If there is an EU exit deal, UK licence holders will be able to continue to drive in these countries.

If the UK leaves the EU on 29 March 2019 without a deal, you may require an International Driving Permit to drive in all these countries. Ireland is the only country that will not require an IDP.

The government will seek to make arrangements for EU and EEA countries to recognise UK driving licences when people are visiting – for example, when on holiday or a business trip – but until then, an IDP may be required.

There are three types of IDP to choose from as they cover a selected range of countries.

  • 1926: Liechtenstein
  • 1949: Spain, Iceland, Malta, Cyprus
  • 1968: all other EU countries, plus Norway and Switzerland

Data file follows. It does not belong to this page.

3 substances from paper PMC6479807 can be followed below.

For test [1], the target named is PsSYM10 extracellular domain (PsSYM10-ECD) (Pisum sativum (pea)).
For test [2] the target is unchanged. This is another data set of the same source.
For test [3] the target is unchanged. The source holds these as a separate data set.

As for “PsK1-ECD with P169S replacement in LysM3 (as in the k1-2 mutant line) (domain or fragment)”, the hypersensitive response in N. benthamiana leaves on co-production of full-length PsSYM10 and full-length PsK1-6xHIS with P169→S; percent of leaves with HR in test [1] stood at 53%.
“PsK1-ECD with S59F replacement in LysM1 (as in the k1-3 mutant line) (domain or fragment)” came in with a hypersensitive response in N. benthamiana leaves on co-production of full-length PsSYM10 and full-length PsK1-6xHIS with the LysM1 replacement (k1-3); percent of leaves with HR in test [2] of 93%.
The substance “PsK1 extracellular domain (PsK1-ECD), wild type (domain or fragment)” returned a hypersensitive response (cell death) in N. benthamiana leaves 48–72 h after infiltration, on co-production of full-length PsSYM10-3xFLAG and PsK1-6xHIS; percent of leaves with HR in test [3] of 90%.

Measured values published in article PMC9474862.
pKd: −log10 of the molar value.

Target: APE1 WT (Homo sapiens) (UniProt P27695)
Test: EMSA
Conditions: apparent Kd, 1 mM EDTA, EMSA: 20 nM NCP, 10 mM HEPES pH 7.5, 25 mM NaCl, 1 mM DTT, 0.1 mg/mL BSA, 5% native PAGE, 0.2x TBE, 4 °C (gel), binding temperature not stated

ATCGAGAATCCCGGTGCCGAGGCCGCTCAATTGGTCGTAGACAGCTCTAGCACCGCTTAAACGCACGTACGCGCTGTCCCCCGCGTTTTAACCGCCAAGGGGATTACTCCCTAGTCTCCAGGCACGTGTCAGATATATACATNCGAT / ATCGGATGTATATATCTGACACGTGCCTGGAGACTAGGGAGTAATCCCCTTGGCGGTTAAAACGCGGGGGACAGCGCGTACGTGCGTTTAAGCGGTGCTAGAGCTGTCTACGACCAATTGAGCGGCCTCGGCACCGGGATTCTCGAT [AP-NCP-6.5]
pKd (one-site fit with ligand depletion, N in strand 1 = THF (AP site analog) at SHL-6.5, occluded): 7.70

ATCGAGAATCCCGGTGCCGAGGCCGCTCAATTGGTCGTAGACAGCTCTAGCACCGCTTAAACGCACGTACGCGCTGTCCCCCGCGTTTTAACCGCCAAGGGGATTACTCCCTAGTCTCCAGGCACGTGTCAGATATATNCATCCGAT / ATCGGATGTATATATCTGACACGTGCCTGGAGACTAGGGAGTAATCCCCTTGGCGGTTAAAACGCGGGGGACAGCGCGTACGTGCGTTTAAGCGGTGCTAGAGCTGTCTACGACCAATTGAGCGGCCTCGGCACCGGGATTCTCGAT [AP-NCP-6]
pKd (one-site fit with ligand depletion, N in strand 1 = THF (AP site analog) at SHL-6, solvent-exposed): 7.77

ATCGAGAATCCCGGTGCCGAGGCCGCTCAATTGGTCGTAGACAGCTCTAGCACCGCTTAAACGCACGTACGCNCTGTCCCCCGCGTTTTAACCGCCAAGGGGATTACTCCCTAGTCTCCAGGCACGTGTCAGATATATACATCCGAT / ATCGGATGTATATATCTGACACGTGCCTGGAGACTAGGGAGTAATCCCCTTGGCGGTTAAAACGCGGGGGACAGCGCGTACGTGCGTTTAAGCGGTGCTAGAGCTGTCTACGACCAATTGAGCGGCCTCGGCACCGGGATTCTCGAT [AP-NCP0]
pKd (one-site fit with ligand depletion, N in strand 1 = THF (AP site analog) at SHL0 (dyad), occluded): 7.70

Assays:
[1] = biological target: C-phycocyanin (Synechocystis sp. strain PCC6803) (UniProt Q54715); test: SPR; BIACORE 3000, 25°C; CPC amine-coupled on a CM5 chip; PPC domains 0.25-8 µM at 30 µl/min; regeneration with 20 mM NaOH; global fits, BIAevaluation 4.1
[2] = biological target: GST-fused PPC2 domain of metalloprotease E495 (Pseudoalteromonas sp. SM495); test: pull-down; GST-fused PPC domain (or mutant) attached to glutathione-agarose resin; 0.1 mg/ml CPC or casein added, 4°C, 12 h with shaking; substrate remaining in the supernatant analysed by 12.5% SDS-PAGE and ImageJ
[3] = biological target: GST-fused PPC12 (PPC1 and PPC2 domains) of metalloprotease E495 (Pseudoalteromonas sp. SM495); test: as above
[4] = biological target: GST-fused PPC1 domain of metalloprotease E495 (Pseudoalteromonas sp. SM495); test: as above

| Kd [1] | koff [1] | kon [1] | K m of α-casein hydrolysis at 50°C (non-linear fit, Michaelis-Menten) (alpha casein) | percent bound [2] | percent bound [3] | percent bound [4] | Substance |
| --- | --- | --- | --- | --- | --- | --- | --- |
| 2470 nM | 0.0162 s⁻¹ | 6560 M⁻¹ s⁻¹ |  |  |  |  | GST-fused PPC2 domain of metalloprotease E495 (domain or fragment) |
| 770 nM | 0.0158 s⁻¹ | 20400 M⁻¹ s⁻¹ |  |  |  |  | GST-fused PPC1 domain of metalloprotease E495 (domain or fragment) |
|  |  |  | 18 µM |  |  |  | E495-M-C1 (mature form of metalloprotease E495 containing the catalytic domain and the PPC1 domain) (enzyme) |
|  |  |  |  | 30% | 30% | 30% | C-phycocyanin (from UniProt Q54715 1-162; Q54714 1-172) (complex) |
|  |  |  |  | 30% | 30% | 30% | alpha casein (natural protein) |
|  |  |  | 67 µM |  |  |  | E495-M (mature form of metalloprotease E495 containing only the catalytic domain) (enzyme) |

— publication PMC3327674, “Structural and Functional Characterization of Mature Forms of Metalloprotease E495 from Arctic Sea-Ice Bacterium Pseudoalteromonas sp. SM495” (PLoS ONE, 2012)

If you already have an IDP, check if the country you are visiting will still accept the type of permit you have after this date. If it is not accepted, you’ll need to replace it with a 1968 permit. You can find out which type of permit you have by referring to the front cover.

Do you need winter tyres?

Many European countries – such as Germany, Austria and Switzerland – require drivers to fit winter tyres to their cars throughout the colder months.  Made up of a special rubber compound, winter tyres increase overall grip and reduce braking distances when the roads are wet and icy.

Furthermore in countries such as France, Germany, Italy and Austria, snow chains must be fitted to your car’s wheels where local signs dictate – usually in mountainous regions. Failing to comply could result in a heavy fine.